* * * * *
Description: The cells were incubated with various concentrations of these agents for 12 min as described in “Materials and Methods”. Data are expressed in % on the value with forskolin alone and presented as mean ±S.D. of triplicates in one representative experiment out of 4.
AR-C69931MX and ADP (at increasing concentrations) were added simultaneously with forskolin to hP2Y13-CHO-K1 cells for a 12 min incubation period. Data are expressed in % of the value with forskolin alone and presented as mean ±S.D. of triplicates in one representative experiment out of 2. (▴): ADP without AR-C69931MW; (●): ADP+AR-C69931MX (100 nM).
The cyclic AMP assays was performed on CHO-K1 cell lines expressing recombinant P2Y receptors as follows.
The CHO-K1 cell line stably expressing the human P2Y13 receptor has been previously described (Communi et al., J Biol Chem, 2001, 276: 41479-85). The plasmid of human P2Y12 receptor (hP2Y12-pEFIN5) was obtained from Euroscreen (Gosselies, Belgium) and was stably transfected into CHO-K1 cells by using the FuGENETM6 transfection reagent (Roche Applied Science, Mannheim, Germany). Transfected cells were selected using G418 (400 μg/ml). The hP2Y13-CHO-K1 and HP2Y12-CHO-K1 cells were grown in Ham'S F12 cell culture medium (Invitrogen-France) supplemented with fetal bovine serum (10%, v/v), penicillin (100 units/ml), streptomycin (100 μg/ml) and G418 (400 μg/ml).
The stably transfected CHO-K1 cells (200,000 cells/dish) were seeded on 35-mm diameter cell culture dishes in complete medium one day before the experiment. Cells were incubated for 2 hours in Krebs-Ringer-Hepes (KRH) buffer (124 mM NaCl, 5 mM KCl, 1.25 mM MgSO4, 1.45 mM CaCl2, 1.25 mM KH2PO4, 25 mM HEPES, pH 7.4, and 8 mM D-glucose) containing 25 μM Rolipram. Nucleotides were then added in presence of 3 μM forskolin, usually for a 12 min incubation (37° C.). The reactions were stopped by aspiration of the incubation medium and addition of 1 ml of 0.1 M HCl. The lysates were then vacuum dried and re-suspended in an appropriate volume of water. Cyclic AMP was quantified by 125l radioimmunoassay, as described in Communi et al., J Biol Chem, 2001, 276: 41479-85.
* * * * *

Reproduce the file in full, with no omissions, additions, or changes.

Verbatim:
Description: The cells were incubated with various concentrations of these agents for 12 min as described in “Materials and Methods”. Data are expressed in % on the value with forskolin alone and presented as mean ±S.D. of triplicates in one representative experiment out of 4.
AR-C69931MX and ADP (at increasing concentrations) were added simultaneously with forskolin to hP2Y13-CHO-K1 cells for a 12 min incubation period. Data are expressed in % of the value with forskolin alone and presented as mean ±S.D. of triplicates in one representative experiment out of 2. (▴): ADP without AR-C69931MW; (●): ADP+AR-C69931MX (100 nM).
The cyclic AMP assays was performed on CHO-K1 cell lines expressing recombinant P2Y receptors as follows.
The CHO-K1 cell line stably expressing the human P2Y13 receptor has been previously described (Communi et al., J Biol Chem, 2001, 276: 41479-85). The plasmid of human P2Y12 receptor (hP2Y12-pEFIN5) was obtained from Euroscreen (Gosselies, Belgium) and was stably transfected into CHO-K1 cells by using the FuGENETM6 transfection reagent (Roche Applied Science, Mannheim, Germany). Transfected cells were selected using G418 (400 μg/ml). The hP2Y13-CHO-K1 and HP2Y12-CHO-K1 cells were grown in Ham'S F12 cell culture medium (Invitrogen-France) supplemented with fetal bovine serum (10%, v/v), penicillin (100 units/ml), streptomycin (100 μg/ml) and G418 (400 μg/ml).
The stably transfected CHO-K1 cells (200,000 cells/dish) were seeded on 35-mm diameter cell culture dishes in complete medium one day before the experiment. Cells were incubated for 2 hours in Krebs-Ringer-Hepes (KRH) buffer (124 mM NaCl, 5 mM KCl, 1.25 mM MgSO4, 1.45 mM CaCl2, 1.25 mM KH2PO4, 25 mM HEPES, pH 7.4, and 8 mM D-glucose) containing 25 μM Rolipram. Nucleotides were then added in presence of 3 μM forskolin, usually for a 12 min incubation (37° C.). The reactions were stopped by aspiration of the incubation medium and addition of 1 ml of 0.1 M HCl. The lysates were then vacuum dried and re-suspended in an appropriate volume of water. Cyclic AMP was quantified by 125l radioimmunoassay, as described in Communi et al., J Biol Chem, 2001, 276: 41479-85.